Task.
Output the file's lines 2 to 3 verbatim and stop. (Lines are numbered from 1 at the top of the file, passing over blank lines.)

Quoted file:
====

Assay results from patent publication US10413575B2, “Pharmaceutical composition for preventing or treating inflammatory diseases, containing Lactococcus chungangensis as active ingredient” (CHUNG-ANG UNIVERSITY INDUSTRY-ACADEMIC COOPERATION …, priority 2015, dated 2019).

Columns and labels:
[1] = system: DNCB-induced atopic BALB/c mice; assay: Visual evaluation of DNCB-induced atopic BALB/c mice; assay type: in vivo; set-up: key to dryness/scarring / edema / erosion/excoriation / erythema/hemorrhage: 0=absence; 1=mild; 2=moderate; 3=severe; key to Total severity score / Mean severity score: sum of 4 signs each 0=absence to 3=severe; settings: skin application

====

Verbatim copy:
Columns and labels:
[1] = system: DNCB-induced atopic BALB/c mice; assay: Visual evaluation of DNCB-induced atopic BALB/c mice; assay type: in vivo; set-up: key to dryness/scarring / edema / erosion/excoriation / erythema/hemorrhage: 0=absence; 1=mild; 2=moderate; 3=severe; key to Total severity score / Mean severity score: sum of 4 signs each 0=absence to 3=severe; settings: skin application